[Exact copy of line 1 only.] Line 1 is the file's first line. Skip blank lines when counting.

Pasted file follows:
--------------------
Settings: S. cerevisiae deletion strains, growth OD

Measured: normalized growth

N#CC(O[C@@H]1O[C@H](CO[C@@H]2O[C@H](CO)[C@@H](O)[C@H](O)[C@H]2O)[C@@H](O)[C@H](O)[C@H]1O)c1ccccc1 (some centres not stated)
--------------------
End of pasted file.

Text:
Settings: S. cerevisiae deletion strains, growth OD